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I don't necessarily know if this is such a new idea; isn't this the way a lot of big budget studio era movies were made? Gone With The Wind especially comes to mind, what with the movie cycling through three directors.


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PostPosted: Tue Sep 05, 2017 8:07 pm 
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I took the original criticism as post-studio focused.


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PostPosted: Tue Sep 05, 2017 9:12 pm 
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I think Ava Duvernay or Ryan Coogler would be inspiring choices.


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PostPosted: Tue Sep 05, 2017 9:33 pm 
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FWIW, Deadline's initial piece about who might replace him literally mentions only Johnson with no one else seemingly on the shortlist.


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PostPosted: Tue Sep 05, 2017 9:59 pm 
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I mean, at this point they might as well just prop up a dead person as a stand-in for how committee-controlled the process seems to be.


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PostPosted: Wed Sep 06, 2017 4:20 am 
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movielocke wrote:
That is to say, no hollywood feature director has EVER been in a situation where he (and it's always a he) felt like he wasn't the most powerful person on his project. Certainly with more power than the producers, even if they were technically his boss. The auteur theory that has been the utter and total dominance of all american film education (they teach you you have to act like an auteur, not how to block a shot) since Sarris translated the cahiers stuff, has led to a profoundly entitled culture where the directors believe themselves to be sacrosanct and every one else goes along with it.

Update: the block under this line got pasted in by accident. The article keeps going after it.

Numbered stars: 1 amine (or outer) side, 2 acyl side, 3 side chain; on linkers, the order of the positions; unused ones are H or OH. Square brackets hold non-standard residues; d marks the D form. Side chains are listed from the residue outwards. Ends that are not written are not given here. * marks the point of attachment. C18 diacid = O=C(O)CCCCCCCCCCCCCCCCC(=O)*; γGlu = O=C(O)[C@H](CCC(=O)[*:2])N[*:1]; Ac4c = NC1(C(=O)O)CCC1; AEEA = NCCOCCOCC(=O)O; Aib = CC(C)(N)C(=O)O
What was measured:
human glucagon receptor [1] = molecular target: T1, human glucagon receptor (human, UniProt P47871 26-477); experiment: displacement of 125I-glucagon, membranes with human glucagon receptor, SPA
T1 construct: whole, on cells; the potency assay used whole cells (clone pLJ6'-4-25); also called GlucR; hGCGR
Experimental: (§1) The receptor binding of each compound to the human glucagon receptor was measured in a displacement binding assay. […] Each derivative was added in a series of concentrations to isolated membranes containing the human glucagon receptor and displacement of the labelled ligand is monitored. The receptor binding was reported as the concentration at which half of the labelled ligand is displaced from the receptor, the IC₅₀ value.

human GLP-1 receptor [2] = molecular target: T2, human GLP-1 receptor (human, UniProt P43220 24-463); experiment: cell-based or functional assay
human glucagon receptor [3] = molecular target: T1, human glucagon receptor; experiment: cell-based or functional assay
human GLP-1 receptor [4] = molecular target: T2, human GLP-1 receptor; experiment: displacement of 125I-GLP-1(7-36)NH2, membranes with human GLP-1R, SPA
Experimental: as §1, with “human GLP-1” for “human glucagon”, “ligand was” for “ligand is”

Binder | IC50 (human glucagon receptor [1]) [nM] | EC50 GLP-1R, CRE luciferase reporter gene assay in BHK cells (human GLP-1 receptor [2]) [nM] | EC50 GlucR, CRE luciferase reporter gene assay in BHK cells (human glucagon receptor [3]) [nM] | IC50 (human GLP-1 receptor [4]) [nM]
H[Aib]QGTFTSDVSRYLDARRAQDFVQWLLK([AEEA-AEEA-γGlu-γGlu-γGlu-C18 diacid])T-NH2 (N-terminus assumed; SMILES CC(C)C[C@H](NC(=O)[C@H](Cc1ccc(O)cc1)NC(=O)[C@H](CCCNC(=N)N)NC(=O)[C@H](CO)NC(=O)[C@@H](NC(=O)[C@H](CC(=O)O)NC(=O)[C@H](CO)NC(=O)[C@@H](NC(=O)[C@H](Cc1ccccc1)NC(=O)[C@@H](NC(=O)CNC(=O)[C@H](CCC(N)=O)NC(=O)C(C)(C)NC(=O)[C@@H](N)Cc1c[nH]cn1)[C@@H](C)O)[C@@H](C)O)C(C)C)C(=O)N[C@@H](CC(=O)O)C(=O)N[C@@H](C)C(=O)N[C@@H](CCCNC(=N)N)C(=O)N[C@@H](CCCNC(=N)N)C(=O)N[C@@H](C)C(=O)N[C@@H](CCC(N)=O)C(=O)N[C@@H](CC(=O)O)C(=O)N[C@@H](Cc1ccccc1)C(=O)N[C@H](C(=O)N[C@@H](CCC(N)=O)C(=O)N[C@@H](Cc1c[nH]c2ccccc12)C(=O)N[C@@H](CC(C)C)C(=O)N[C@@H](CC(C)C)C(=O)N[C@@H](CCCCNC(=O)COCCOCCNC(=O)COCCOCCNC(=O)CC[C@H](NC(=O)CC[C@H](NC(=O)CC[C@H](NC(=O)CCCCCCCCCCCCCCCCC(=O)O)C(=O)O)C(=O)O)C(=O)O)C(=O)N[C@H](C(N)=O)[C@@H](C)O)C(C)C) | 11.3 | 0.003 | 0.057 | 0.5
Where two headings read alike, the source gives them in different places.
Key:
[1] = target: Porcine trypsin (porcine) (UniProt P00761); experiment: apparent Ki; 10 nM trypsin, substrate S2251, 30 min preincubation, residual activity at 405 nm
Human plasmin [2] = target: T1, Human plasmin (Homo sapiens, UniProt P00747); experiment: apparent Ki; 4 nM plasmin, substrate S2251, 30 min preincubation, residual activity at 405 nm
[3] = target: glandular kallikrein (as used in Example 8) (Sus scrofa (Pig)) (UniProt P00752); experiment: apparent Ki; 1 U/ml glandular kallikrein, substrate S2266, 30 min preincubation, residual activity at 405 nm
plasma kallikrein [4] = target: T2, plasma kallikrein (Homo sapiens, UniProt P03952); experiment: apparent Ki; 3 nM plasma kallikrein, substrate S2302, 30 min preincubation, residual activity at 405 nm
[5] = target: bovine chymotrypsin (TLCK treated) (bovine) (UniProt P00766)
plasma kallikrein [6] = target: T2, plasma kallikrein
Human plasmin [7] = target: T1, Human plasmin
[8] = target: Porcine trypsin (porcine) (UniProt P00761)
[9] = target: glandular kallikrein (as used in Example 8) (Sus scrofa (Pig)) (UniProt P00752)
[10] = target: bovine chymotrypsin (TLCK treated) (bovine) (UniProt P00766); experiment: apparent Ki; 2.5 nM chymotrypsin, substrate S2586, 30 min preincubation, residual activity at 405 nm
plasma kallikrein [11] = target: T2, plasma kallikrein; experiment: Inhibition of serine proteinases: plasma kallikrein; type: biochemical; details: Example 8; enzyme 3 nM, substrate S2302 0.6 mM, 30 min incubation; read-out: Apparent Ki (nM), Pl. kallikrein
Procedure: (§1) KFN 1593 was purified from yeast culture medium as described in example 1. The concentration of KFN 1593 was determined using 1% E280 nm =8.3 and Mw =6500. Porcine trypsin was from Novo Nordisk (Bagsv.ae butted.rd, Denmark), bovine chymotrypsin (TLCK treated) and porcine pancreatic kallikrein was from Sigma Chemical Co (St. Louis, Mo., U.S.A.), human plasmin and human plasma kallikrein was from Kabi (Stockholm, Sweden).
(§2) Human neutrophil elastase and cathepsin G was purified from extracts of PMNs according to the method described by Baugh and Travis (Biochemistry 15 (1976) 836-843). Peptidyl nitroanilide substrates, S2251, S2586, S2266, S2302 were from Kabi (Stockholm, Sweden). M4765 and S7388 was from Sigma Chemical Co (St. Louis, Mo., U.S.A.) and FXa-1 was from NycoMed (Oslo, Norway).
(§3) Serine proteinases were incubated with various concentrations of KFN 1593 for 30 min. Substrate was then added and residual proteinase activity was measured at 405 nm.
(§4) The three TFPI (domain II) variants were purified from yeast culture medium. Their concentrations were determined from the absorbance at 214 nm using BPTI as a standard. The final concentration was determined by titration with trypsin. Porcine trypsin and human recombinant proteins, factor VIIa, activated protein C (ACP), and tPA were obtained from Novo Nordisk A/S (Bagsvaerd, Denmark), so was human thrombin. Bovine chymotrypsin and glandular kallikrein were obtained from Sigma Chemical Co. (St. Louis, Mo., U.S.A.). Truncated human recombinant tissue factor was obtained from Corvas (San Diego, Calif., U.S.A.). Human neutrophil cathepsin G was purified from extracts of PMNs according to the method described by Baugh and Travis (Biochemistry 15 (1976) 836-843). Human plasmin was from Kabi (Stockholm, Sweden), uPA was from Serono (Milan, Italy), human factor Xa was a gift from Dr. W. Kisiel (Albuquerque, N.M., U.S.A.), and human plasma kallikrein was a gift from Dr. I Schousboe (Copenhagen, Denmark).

That's one of the key differences between the current television regime and the feature film world (since the two are largely segregated), in television, the producers hold all the power.

So it's very interesting that Kennedy et al are establishing a new standard for features, and are running the franchise as though it were a TV production. ironic, considering Lucas was one of the brat generation director celebs that made the auteur theory root so strongly in american film ethos.

(on TV, no one ever wants to hire a feature director, since they're considered borderline incompetent at executing their jobs, likely to go six times over budget and annihilate the calendar of any series willing to take the risk. Often times the only time a celebrity director does a TV show for an established series is because network ordered it and is willing to take the budget and schedule brutality for the publicity).

So it is interesting that Abrams--a TV director first--was the one that was able to easily transition into the TV esque system they are using on the star wars franchise. I wonder if he was partially responsible for some of these characteristics carrying over into the management of the new films?
This is hardly a new concept for the SW franchise; both TESB and ROTJ were also made this way, after all, with Lucas more or less serving as the 'grand overseer,' so to speak, for both movies and Kershner and Marquand serving as directors do in TV (I know it's become fashionable to downplay Lucas' involvement with the former since it's largely regarded as the best outing in the series, but whatever :roll: ). As a result, despite his initial 'auteur' status, one could also cite him as at least partially responsible for the current movie environment of the producers having more of a say in the final cut of a potential blockbuster movie franchise, just as it was in the Old Hollywood studio era. I've always been led to believe in the concept that film is the director's medium, television is the producer's medium, theatre is the actor's medium, literature is the writer's medium, etc., but there are clearly always going to be producers/publishers in each medium who care far more about the short-term bottom line than making something that will potentially still be relevant for generations to come.